The Bolivian Government will nationalise the privately run pension system, with new pension reform law due to be implemented half way through this year. It follows reform from its southern neighbour, Argentina, which nationalised its $24 billion pension fund industry two years ago.On December 10, President Evo Morales signed a new pension reform law, which was approved by the Bolivian Parliament on December 3, that lowers the retirement age, nationalises the privately run pension system and extends pension protection to the informal workers’ sector.
Retirement age will be lowered from 65 to 58 for both men and women. Miners will be eligible to retire at age 56, and mothers with at least three children at age 55.
A Towers Watson report on the reform says the reduction runs contrary to the global trend to raise retirement ages, but the government says that Bolivia is a special case, as many Bolivians work in harsh manual jobs, and life expectancy is only 62 years for men and 65 for women.
The management of the current pension system of individual accounts, which was created in 1997 to replace the state pay-as-you-go system, (for more information see this World Bank paper) will be nationalised. A new state entity, Gestora Publica de la Seguridad Social de Largo Plazo, will administer the pension funds, which are currently run by two transcontinental banks – Switzerland’s Zurich Financial Services AG, and Prevision SA, managed by Spain’s Banco Bilbao Vizcaya Argentaria SA.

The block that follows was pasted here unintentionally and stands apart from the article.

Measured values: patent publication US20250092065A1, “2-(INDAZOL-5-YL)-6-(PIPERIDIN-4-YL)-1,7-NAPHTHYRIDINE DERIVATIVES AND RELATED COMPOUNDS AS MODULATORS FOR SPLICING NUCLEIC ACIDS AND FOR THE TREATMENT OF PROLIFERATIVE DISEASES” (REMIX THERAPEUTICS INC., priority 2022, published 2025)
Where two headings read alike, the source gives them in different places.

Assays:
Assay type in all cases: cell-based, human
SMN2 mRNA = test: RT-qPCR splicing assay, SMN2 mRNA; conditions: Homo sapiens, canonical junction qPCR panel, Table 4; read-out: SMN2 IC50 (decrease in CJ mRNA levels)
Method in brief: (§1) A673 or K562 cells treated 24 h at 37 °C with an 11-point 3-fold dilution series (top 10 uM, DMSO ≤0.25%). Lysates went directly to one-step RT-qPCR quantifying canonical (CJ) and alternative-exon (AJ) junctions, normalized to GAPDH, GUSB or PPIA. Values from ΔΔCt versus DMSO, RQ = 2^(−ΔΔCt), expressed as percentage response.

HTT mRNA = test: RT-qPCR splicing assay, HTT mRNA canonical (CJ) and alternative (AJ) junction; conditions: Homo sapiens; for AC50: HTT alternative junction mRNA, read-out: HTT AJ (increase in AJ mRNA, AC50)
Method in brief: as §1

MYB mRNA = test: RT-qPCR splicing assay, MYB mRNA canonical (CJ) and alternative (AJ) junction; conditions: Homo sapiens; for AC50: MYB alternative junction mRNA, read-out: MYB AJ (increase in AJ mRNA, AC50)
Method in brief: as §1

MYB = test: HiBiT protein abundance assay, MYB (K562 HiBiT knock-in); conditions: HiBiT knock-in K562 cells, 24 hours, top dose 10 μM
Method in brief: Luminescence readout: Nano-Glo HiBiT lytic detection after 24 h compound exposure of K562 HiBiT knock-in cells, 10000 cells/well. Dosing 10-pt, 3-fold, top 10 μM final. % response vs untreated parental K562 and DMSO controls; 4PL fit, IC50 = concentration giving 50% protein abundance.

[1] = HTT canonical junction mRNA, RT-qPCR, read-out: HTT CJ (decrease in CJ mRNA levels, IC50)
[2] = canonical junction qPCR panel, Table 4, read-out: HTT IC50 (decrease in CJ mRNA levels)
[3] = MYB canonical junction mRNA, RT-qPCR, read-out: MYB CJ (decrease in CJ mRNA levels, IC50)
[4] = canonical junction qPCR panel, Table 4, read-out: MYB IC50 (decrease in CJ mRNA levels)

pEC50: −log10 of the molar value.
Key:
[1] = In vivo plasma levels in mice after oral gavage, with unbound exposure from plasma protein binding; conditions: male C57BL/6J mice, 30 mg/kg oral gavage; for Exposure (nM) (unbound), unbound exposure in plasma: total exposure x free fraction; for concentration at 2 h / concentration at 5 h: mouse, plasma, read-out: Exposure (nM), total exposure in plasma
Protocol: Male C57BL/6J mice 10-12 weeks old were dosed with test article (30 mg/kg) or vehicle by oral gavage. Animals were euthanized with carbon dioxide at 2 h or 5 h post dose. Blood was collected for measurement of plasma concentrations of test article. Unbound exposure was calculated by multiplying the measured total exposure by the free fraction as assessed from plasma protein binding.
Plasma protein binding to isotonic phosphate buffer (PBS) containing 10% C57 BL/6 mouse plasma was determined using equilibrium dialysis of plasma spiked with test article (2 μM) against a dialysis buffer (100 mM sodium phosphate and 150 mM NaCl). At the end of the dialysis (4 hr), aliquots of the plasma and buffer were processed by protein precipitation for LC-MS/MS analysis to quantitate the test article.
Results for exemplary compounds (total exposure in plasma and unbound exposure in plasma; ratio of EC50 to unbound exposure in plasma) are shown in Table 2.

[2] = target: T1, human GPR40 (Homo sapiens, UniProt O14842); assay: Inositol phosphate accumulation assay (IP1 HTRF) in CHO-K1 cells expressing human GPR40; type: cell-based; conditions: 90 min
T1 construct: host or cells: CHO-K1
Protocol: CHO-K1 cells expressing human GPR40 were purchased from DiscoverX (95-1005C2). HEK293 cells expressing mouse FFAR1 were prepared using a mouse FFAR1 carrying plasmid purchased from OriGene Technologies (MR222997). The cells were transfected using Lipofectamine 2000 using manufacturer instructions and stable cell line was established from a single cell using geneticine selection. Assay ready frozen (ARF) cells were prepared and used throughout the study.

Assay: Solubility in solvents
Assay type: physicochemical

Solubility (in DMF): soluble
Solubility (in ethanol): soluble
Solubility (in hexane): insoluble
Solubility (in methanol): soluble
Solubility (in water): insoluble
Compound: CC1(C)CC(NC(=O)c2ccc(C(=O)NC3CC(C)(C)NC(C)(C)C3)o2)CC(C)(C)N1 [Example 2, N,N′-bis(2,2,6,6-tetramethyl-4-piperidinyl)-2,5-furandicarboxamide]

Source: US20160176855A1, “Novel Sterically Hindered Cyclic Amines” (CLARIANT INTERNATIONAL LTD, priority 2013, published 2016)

Workers will continue to pay 12.2 per cent of their earnings into the individual accounts.
A Solidarity Fund will also be set up to guarantee minimum levels of pension to all workers, based on years of contributions. The fund is intended to provide pensions, for the first time, to the 60 per cent of Bolivians who work in the informal sector and who make voluntary contributions of their own for at least 10 years. The fund will also be used to make up shortfalls in benefits provided to salaried workers under the individual account system.
The Solidarity Fund will be financed by payroll taxes of 3 per cent for employers and 0.5 per cent for employees, with an additional percentage (not yet specified) for higher-income employees.
According to Towers Watson, Bolivia’s Federation of Private Employers lobbied against the reforms, claiming the new system was financially unsustainable, while the Bolivia workers’ federation (COB) fully supported the reforms. The nationalisation of the pension system follows a series of nationalisations of utility companies since President Morales came to power in 2006.
Changes in the official retirement ages under social security will affect workforce planning for employers, as most workers are expected to retire when they reach those ages. The Solidarity Fund payroll taxes will increase the social tax burden for employers, the report says.